The UK should make sure its “treatment of asylum seekers complies with international laws”, members of the United Nations Human Rights Council said.
They made the recommendation while highlighting the plan to send migrants to Rwanda as they examined the UK’s human rights record on Thursday.
During the periodic review, a process which takes place every four years, the Netherlands said the Government should “revoke parts of the migration economic development partnership which do not comply with the 1951 Refugee Convention”.
New Zealand called on the UK to ensure its “treatment of asylum seekers is consistent with its humanitarian responsibilities and commitments under international human rights law and international refugee law”.
Justice minister Mike Freer, representing the UK at the session in Geneva, said it was “absolutely committed to protecting human rights at home and abroad”, adding: “That commitment has not changed.”
The UK had a “long, proud tradition” of providing sanctuary for those fleeing persecution, he said, but the immigration and asylum system had been “subject to significant strain” over the last decade and continued to face “enormous” challenges.
It comes as the chief inspector of borders and immigration called on the Government to “give some certainty” to asylum seekers by speeding up approvals instead of housing them in motels – saying that “irrespective of the number of stars it may have”, temporary accommodation is “grim”.
David Neal, a retired Royal Military Police officer, called the current backlog of cases “inexcusably high” and said it was “in the interests of everyone in this country” to get people out of the contingency asylum accommodation.
Writing in The Times, Mr Neal, who was appointed by Priti Patel when she was home secretary, acknowledged the Home Office was showing initiative in tackling the crisis, but decision-making was struggling to “strike a balance between more speed and quality”.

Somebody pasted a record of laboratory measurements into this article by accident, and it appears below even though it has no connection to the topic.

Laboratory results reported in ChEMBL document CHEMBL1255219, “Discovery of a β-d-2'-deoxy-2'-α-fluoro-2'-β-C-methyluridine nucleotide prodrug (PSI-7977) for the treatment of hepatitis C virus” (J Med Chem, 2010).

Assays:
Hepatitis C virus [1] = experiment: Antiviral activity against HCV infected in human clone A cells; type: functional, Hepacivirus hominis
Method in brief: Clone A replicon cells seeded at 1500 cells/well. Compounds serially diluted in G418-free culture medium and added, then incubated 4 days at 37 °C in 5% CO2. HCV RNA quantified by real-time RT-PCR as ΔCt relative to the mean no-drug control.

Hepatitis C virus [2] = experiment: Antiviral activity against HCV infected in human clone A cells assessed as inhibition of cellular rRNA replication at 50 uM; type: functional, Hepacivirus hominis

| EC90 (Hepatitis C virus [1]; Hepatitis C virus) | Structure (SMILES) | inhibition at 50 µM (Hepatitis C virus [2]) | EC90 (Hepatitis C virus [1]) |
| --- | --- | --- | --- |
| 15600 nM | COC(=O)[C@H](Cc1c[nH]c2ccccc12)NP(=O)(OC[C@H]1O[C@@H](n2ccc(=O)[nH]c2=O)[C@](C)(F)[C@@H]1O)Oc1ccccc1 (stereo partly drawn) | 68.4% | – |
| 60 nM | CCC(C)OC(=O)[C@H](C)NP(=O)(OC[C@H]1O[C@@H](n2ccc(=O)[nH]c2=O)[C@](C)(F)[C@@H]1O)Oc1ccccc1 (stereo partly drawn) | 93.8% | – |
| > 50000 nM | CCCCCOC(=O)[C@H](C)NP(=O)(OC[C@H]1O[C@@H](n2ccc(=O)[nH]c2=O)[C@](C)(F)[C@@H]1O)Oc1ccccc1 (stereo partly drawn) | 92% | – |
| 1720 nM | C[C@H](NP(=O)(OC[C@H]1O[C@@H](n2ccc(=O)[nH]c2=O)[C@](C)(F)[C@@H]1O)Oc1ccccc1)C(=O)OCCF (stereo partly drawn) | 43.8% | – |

“The reality of being housed in temporary accommodation, irrespective of the number of stars it may have, is grim,” Mr Neal said.
“The negative impact on mental health as well as the waste of human capital is upsetting.
“As numbers and costs increase by the day, speeding up decisions on asylum claims must be the medium-term objective of any government, providing hope to applicants with legitimate claims, and some level of certainty to the tens of thousands stuck in limbo.”
Mr Neal asked the Government to increase productivity of approving asylum seekers’ claims, adding that decision-makers were currently averaging 1.3 approvals per week.
“It is in the interests of everyone in this country to give some certainty to asylum seekers, reduce the inexcusably high backlog of cases, get people out of contingency asylum accommodation and let them start to rebuild their lives.”
Mr Neal previously told MPs the conditions he encountered at the Manston processing centre in Kent left him “speechless”.
As of 8am on Wednesday, the Government said the number of people at the facility was down to 1,147.
Home Secretary Suella Braverman has been under increased pressure to fix the UK’s “broken” asylum system, with the Government currently spending £6.8 million a day putting up migrants in hotels – at an average cost of £150 per person per night.
Home Office figures published in August show that spending on asylum rose to £2.1 billion in 2021-22 – the highest on record.
Prime Minister Rishi Sunak said he and the Home Secretary were working “day and night” to end “the unacceptable rise in Channel crossings” as he continued to face questions over her appointment.
Ms Braverman has faced criticism from some opposition MPs for inflaming the situation after she said the Government is committed to “stopping the invasion on our southern coast”.
Almost 40,000 migrants have arrived in the UK after crossing the Channel so far this year. But there are yet to be any crossings in November amid bad weather, leaving the provisional total for 2022 to date at 39,913.